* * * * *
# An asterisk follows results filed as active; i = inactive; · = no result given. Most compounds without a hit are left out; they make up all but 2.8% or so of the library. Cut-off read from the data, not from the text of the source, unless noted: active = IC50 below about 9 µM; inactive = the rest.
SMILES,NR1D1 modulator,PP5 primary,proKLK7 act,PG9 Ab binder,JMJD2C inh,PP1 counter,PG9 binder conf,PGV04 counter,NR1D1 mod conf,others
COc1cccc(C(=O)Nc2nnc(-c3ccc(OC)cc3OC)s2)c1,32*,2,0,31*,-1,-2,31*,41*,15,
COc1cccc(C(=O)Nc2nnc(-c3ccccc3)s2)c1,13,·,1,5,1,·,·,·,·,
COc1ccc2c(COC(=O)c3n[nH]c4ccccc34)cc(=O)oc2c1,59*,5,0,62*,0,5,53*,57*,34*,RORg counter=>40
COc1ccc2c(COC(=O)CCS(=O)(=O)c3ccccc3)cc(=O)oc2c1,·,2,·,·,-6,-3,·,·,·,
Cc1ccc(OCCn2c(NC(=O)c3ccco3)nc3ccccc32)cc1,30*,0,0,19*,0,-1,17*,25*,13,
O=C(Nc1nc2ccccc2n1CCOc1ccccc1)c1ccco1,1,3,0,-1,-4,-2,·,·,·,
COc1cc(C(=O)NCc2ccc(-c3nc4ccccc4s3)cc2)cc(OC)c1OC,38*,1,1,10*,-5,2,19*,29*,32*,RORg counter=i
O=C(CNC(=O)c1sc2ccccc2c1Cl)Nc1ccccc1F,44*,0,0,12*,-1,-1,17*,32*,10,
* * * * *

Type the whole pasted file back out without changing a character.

# An asterisk follows results filed as active; i = inactive; · = no result given. Most compounds without a hit are left out; they make up all but 2.8% or so of the library. Cut-off read from the data, not from the text of the source, unless noted: active = IC50 below about 9 µM; inactive = the rest.
SMILES,NR1D1 modulator,PP5 primary,proKLK7 act,PG9 Ab binder,JMJD2C inh,PP1 counter,PG9 binder conf,PGV04 counter,NR1D1 mod conf,others
COc1cccc(C(=O)Nc2nnc(-c3ccc(OC)cc3OC)s2)c1,32*,2,0,31*,-1,-2,31*,41*,15,
COc1cccc(C(=O)Nc2nnc(-c3ccccc3)s2)c1,13,·,1,5,1,·,·,·,·,
COc1ccc2c(COC(=O)c3n[nH]c4ccccc34)cc(=O)oc2c1,59*,5,0,62*,0,5,53*,57*,34*,RORg counter=>40
COc1ccc2c(COC(=O)CCS(=O)(=O)c3ccccc3)cc(=O)oc2c1,·,2,·,·,-6,-3,·,·,·,
Cc1ccc(OCCn2c(NC(=O)c3ccco3)nc3ccccc32)cc1,30*,0,0,19*,0,-1,17*,25*,13,
O=C(Nc1nc2ccccc2n1CCOc1ccccc1)c1ccco1,1,3,0,-1,-4,-2,·,·,·,
COc1cc(C(=O)NCc2ccc(-c3nc4ccccc4s3)cc2)cc(OC)c1OC,38*,1,1,10*,-5,2,19*,29*,32*,RORg counter=i
O=C(CNC(=O)c1sc2ccccc2c1Cl)Nc1ccccc1F,44*,0,0,12*,-1,-1,17*,32*,10,